Review: The Man from U.N.C.L.E.

manfromuncleI had been anticipating The Man from U.N.C.L.E. for quite some time, but it arrived in the theatre here in Norway with little fanfare and only two screenings on Saturday night. I doubt there were more than twenty people in the small screen, which is a shame because I do think this movie has a bigger audience than it’s getting.

The film is based on a TV show from the 60s, but there are (according to wikipedia) several novels and a few comic books. One of the novels is titled The Vampire Affair, and apparently involves not only vampires, but werewolves, and an investigation in Transylvania. It sounds delightful, and could easily be a case for the new film versions of U.N.C.L.E.

Continue reading “Review: The Man from U.N.C.L.E.”

The Art of the Bad Scary Movie

How can anyone find satisfaction in watching gratuitous violence, sex and predictable deaths over and over again with very little variation? What is it about the “bad” scary movie that makes me sit down and watch a movie like Friday the 13th (2009), or Scream 4 with the hope of rolling a perfect 6?

I’m not talking about a movie that’s so bad it’s good (in fact most of these movies have decent imdb ratings). There are bad movie fans who will gleefully sit down and watch bad movies to laugh at them (and yes, I am occasionally among them). We’re not discussing Ed Wood’s cult following. I’m talking about a generic scary movie, the type that Scream tried to satire and ended up being known as. Most scary movie fans will agree that there are more bad ones than good. For every arguably good Saw, there is a Saw 4. Yet, I will watch all of them, and enjoy them very much.

Take the last generic scary movie I decided to watch, Friday the 13th, the newest version. I could tell you after five minutes of watching the main characters which of them would die, and I could give a pretty good guess about the order. Yet, I still watched the whole ordeal.

Perhaps there’s something about the predictability that’s comforting. It’s like watching romantic comedies. You know they’re going to end up together, and many of the jokes will be the same. The setting might be different, New York, Rome or maybe a trip to Las Vegas, but the characters will have the same personality “quirks” to tell you that they’re all human, and all “likable.”

With generic scary movies you’ll get the “virgin” who has the best chance of survival. The good boyfriend, who might sacrifice himself, or be falsely (or rightly) accused. The bad boyfriend or just friend, who’s so much of an asshole you’ll be cheering while he’s being disemboweled, and the slut, or sluts most likely, all of which will die in horrible ways after they’ve showed you their tits, or sometimes while they’re showing you their tits.

Anyone who has watched just a few of these types of movies will recognize the plot structure immediately. Groups of college friends somehow end up isolated and get hunted down one by one.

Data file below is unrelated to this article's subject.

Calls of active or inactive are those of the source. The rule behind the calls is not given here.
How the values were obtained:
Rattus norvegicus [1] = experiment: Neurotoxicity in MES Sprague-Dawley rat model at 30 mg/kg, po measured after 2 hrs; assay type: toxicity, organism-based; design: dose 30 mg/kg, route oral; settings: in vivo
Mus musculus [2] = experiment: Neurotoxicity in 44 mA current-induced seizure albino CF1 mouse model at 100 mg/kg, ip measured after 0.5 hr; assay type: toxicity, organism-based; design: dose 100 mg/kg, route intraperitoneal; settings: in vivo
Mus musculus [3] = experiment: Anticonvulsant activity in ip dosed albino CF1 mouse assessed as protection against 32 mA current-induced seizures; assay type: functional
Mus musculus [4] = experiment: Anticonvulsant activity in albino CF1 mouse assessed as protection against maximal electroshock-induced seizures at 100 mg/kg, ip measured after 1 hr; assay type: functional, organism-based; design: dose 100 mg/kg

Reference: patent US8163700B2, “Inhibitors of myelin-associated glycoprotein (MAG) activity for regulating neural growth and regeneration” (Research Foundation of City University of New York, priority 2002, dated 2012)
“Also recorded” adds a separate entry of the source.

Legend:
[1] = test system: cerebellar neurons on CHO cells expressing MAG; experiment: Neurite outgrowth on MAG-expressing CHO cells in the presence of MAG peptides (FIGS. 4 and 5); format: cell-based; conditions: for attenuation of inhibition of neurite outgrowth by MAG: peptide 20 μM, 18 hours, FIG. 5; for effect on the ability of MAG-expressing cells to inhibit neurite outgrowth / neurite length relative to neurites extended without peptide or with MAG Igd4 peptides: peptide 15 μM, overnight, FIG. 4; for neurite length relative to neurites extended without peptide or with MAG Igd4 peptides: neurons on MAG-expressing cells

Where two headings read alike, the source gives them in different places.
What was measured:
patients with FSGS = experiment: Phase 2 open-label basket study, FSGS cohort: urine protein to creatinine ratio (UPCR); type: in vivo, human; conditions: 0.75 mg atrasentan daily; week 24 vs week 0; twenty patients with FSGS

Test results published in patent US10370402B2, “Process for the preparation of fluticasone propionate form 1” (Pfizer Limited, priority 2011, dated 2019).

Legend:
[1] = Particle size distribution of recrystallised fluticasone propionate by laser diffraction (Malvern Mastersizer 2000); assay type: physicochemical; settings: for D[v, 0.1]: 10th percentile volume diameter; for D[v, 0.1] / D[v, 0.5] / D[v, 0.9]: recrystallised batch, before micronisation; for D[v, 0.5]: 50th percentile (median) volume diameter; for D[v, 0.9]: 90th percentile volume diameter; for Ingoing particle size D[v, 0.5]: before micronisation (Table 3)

Scream came out in 1996, when I was 9. It was my first scary movie and it explained it all. I was prepared by this movie, and because of this I’ll never tire of them, even though I haven’t been genuinely frightened by one in a long time (I have, however, been scared by “good” scary movies, not to mention the wave of Japanese horror, though I’m working up a tolerance for them too, unfortunately). After Scream I devoured I Know What You Did Last Summer (and its sequel), Urban Legend, Scream 2 and 3, as soon as they came out. I was hooked.

I think my enjoyment is always at its greatest when I’m actually surprised by some small detail that feels original or breaks with the rules, but not too much! If it breaks all the rules, it’s not a bad scary movie after all. Take Friday the 13th: I found myself connecting with a character, which rarely happens, thanks to Jared Padalecki’s great acting. I also enjoyed the order and execution of the deaths (pun intended, sorry). I’m always constantly evaluating the deaths. It’s like a show-case for good make-up and effects (for example, a physical effect is usually better than a CGI death), and it’s not just about realism. In my book a movie can roll a 5 just for the creativity of the deaths, the more ridiculous the better. Or alternatively, surprising gritty realism might get me too.

There is definitely something about the combination of rules, surprises, creative effects and archetypes that appeals to the betting person in me. I like to make a mental guessing game and see how many plot points and deaths I can guess, only when I lose, I actually enjoy it even more.

So, what makes a good bad scary movie? Browsing imdb, they’re clearly not the bottom of the barrel when it comes to bad movies. Even Scream 4 has a 6.4 rating, which in my book is more than worth a watch. Parody movies, by comparison, seem to score lower and lower with every attempt (please note these figures are not based on any deep research). Scary movies are not thrillers in my book. The Orphanage is a scary movie, yes, but it’s not a “scary movie”, if you get my meaning. So why do I love them?

I think in the end it’s all about a balance: ridiculous deaths, predictable plots and characters, need to be combined with a slightly original setting or twist, but not too many surprises or else you’ll alienate your audience (or just me, I don’t know).

Making a bad scary movie is quite an art.